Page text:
Hackers using Pay2key malware, which in the past has been used by Iranian hacking groups, announced on Twitter that they had managed to hack into the systems of Intel-owned and Israel-based Habana Labs
The hackers are suspected of breaking into the company’s network and gaining access to plans and information regarding its new artificial intelligence chip Gaudi.
The group posted on its Twitter account a link to a leak directory and pictures of what they claim to be Habana source code and internal processes, saying they have “something special,” and tagging the Twitter accounts of Habana and its parent company Intel. The hackers apparently seek to demand a ransom and at the very least to embarrass the U.S. chipmaking giant.
The hackers also claim to have gained access to the company’s Domain Controller, which if true, would indicate they were able to breach all its organizational network. If it is linked to that of Intel, the hackers may have gained access to the American organization too. The attackers also claim to have a Hash file containing detailed user data including logins and passwords.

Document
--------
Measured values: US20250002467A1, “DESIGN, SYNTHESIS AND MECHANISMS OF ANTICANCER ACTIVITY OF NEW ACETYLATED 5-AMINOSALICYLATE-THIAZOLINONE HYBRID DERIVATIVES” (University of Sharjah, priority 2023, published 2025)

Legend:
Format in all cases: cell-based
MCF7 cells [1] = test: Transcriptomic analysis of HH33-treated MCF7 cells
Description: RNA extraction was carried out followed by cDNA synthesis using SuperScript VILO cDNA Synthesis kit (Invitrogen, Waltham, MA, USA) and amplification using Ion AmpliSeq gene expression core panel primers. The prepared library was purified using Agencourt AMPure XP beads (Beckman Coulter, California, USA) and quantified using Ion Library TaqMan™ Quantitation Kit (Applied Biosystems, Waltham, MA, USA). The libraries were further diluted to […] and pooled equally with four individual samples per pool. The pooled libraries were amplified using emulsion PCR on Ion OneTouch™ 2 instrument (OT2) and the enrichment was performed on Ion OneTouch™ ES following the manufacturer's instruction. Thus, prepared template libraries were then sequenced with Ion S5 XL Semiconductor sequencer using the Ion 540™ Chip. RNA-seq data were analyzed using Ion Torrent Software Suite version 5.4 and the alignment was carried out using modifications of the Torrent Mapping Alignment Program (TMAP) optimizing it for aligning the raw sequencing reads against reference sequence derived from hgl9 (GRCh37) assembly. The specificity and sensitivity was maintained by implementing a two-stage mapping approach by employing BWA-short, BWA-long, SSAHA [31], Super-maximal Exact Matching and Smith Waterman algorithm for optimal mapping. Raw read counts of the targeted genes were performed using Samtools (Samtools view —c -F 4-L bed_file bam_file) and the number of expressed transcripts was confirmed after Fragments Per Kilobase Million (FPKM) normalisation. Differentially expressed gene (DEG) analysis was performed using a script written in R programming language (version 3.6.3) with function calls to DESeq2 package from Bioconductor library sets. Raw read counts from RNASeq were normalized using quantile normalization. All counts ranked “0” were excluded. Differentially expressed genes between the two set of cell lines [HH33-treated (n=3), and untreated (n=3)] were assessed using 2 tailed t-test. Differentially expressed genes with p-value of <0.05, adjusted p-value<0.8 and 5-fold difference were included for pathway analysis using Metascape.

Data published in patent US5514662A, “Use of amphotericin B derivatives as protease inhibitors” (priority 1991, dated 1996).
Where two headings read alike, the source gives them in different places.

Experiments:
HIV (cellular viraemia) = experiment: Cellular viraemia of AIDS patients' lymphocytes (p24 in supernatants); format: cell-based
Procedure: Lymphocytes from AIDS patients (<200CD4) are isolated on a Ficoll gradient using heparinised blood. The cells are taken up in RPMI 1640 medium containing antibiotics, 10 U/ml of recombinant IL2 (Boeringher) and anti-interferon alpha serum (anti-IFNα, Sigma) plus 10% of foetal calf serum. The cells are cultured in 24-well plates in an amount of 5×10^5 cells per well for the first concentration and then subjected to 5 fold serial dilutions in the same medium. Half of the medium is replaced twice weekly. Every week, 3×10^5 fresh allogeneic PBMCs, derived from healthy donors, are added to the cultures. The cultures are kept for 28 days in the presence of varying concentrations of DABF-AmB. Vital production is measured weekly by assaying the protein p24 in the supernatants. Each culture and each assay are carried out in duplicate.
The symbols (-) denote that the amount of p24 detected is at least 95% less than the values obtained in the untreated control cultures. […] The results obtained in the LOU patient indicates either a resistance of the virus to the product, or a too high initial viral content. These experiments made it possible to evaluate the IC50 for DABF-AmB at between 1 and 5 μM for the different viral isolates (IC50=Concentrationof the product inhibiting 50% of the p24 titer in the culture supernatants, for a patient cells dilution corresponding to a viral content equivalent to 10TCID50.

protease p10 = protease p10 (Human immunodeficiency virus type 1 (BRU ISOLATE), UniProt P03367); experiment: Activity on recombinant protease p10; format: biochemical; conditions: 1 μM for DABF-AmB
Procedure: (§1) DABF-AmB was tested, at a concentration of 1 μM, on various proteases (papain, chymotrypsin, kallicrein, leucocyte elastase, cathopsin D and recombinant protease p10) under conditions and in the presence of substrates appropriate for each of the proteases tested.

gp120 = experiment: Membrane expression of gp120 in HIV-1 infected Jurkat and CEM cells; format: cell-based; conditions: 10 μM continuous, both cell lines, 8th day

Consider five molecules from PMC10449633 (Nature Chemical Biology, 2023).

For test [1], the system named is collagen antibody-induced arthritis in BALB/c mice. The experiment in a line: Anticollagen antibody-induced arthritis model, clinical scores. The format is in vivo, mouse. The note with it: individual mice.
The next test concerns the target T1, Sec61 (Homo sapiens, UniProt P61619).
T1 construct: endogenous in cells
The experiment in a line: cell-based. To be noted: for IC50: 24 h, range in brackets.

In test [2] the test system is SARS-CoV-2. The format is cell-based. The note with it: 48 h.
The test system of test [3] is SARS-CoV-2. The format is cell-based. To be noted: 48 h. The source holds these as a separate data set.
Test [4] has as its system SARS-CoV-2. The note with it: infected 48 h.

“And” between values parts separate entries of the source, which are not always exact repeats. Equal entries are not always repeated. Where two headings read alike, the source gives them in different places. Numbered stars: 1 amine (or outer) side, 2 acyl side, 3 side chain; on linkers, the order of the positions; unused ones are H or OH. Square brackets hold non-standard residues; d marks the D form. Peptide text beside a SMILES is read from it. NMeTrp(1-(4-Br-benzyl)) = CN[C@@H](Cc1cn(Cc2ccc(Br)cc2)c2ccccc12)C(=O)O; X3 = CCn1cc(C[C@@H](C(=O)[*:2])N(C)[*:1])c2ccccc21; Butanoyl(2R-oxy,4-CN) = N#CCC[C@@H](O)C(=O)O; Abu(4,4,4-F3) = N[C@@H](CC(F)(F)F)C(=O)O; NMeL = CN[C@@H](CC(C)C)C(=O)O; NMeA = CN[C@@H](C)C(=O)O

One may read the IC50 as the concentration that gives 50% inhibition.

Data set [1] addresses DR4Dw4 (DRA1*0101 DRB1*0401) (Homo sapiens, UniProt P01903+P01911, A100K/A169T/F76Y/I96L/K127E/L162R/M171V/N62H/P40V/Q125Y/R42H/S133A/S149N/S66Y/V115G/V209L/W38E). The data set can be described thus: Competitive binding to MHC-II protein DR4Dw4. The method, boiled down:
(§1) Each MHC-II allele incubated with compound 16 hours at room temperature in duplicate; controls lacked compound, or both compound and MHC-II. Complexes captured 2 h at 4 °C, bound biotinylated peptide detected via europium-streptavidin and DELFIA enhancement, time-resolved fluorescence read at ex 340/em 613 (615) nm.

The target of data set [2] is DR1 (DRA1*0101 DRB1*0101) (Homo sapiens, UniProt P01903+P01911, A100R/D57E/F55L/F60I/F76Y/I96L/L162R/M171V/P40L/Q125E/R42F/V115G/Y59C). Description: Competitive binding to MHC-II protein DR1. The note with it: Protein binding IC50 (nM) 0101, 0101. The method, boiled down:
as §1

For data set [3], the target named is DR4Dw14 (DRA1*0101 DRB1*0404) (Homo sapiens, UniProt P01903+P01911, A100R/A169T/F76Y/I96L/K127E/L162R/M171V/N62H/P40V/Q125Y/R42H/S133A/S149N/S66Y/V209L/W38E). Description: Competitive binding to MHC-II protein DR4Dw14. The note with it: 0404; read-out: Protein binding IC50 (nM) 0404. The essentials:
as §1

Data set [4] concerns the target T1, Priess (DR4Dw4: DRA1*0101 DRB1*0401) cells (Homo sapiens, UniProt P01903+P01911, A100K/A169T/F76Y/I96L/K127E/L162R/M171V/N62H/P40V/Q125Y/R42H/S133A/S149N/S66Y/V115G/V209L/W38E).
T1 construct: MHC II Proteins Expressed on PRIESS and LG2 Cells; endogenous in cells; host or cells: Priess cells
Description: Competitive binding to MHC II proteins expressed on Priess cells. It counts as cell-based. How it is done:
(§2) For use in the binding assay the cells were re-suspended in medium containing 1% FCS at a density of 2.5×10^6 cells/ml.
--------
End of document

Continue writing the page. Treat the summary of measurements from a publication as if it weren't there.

So far the Pay2key malware has been used to blackmail several Israeli companies throughout
November, but this time, it doesn’t appear to be a case of malware, but rather a full breach of the company’s servers. The hackers’ actions appear to be criminally motivated, seeing how the technical details of Gaudi, which was recently selected to be included on AWS’s basket of services is not useful for strategic purposes.
Business espionage can also be all but ruled out because it never includes the exposure of the stolen information because of the risk of being detected. Exposing a sample of the stolen data is common in cases of ransom attacks to show that the cyber thieves are serious and have the goods worth paying for.
Intel declined to comment on the report. The National Cyber Directorate said the incident is being investigat